Thursday, May 31, 2012

Sunday, May 27, 2012 Disapprovals, Conversations, and Gardens

Chad drives me to the eki (bus/train station) for the 7:30 bus to Sendai and I tell him I know now why the bus driver was annoyed when I got on two weeks ago for my ride into Ishinomaki. When the bus pulls up you're supposed to get out of line, open the outside luggage bin, throw your suitcase in and get back in line; nobody does it for you. Not knowing this when I arrived, I dragged my big old suitcase on the bus with me. Chad says, "actually I'm infamous for that very thing--three trips now I've forgotten my luggage in the bin underneath and had to choose: 'do I miss my flight waiting several hours for the bus to make another round trip, or just leave my bags behind?'" The bus loads up, all the seats are full as the last eight people get on the bus. In unison, they all reach below the armrests to their right and with a couple of magical flips, extra seats fold down into the aisle and they all sit down.
As we're pulling out of the last Ishinomaki stop before Sendai, a little kei (keijidoosha mini vehicle class) truck seriously runs the red light with the bus just missing it, the bus driver honks and the whole front half of the bus lets out an "oooh" of disapproval. We leave the hills behind, driving into Sendai with the flooded rice fields reflecting both the blue sky and the office buildings, and the white diakannon (buddhist goddess statue--image shown is a much smaller one near the BeOne house) is gleaming against the hazy hills.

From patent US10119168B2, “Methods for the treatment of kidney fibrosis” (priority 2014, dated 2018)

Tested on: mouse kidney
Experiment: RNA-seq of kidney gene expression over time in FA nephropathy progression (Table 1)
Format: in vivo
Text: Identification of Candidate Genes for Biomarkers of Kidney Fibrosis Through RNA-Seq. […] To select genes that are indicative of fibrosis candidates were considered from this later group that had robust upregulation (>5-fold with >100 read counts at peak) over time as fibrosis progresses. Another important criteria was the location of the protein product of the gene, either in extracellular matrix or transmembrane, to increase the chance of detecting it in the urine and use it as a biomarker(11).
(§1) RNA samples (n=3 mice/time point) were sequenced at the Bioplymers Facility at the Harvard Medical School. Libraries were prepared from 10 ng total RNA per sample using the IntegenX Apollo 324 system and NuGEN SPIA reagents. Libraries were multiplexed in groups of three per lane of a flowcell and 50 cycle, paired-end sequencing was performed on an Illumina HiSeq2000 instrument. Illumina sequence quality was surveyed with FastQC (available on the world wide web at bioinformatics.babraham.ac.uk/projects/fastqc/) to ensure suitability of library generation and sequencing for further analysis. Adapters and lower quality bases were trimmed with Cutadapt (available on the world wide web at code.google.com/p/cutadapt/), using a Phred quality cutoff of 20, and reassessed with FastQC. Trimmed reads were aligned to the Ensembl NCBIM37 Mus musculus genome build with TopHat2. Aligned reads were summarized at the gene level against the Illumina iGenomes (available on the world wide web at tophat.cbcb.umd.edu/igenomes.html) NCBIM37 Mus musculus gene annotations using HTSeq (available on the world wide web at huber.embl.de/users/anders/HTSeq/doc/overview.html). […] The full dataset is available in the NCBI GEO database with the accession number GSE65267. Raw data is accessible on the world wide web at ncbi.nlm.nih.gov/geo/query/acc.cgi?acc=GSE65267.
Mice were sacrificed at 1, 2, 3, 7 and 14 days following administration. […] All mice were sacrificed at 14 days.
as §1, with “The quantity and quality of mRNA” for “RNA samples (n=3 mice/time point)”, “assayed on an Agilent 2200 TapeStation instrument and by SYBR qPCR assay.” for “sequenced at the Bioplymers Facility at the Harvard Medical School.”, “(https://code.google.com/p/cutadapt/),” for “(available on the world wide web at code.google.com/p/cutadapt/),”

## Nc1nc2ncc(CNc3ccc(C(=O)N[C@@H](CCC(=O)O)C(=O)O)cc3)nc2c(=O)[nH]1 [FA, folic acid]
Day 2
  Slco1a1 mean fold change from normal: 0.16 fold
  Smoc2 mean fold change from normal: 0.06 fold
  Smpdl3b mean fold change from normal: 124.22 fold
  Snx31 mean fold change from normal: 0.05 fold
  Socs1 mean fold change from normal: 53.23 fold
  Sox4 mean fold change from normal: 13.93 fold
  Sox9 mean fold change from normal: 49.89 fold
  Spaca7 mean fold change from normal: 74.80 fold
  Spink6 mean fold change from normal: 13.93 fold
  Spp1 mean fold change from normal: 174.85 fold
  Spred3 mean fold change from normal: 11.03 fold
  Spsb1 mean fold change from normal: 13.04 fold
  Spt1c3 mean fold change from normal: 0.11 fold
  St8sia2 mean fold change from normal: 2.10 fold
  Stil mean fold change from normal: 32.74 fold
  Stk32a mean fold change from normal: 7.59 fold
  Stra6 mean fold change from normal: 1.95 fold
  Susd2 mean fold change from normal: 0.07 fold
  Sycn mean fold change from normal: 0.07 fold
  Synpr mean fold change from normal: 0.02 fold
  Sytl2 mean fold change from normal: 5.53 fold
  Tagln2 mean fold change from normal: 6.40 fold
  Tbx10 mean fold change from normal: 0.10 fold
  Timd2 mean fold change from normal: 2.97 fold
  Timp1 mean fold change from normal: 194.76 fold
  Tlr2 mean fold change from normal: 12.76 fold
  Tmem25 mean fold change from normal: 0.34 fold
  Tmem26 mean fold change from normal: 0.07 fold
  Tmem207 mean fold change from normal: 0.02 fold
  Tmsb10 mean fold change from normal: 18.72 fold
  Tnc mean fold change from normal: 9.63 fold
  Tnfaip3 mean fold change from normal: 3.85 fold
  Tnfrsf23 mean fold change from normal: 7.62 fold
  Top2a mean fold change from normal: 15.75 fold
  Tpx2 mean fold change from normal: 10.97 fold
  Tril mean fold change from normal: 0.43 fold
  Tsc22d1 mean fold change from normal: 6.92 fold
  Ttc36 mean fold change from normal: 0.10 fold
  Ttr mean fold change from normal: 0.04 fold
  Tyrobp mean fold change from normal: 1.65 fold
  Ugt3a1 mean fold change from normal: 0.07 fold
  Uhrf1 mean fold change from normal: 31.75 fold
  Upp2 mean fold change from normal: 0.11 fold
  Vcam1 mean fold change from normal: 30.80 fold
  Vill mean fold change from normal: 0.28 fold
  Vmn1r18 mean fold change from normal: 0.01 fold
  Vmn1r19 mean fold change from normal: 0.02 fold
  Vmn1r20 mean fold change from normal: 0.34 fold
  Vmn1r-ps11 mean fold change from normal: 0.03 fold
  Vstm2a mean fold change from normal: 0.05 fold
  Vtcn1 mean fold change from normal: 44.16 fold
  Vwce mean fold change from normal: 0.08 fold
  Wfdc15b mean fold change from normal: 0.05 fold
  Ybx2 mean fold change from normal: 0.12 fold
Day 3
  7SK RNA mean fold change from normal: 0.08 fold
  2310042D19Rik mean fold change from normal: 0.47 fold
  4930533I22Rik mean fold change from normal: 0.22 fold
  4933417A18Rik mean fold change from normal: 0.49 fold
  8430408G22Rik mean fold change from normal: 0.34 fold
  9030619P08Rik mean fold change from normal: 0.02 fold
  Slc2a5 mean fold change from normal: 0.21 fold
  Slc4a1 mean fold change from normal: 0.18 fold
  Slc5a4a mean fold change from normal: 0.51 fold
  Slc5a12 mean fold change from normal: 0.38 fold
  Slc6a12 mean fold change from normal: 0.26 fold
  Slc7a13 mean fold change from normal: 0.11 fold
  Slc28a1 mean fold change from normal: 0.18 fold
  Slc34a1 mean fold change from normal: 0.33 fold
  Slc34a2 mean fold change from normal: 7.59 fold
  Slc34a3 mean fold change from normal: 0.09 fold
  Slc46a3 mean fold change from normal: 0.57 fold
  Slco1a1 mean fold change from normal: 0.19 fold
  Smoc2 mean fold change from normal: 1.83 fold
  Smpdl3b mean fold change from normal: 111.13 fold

Leaving the bus, thankfully I remember to grab my suitcase before I walk up the steps onto the elevated walkways
(wonderful inventions) over to the station for the shinkansen (bullet train) to Tokyo/Ueno.
Now I have some time to reflect on what Jonathan told me about conversation styles. For Americans, talking is like tennis; we lob responses back and forth at each other adding our 2 cents' worth, your story, my experience, her opinion, and so on, changing subjects with each shift of the wind, until everyone's had a say. In Japan, however, conversing is different. You know how with volley ball, the first two hits are supposed to be "sets," so the teammate at the net can shine with a brilliant offensive shot? And so I'm learning the Japanese way to listen, responding at the significant points with "oooh," and "soo, soo," and "soo desu ne," and if they pause asking leading questions to draw the speaker out until they have said everything there is to tell, and even then at the end, everyone nods and there's a long pause just to make sure. Of course the drawback is if you get someone who likes to talk. . .

Checking my bag at the KAL counter at Narita International, I use a little Japanese, so the agent asks me in Japanese to place my bag on the belt, and I ask her to say it again slowly so I can make out each of the words, but she says it again slowly in English, gently reminding me that "time is money," which is fair because she's not paid to be my tutor, and she also warns me that I'll have to claim my bag in LA and walk it through customs before rechecking it for SFO. After immigration, I'm confronted with what seemed like a mile of duty-free purses, watches, jewelry, cosmetics, fashions, liquor, tobacco, gifts, and souvenirs, and all I want is a ball-point pen and a package of dried fruit.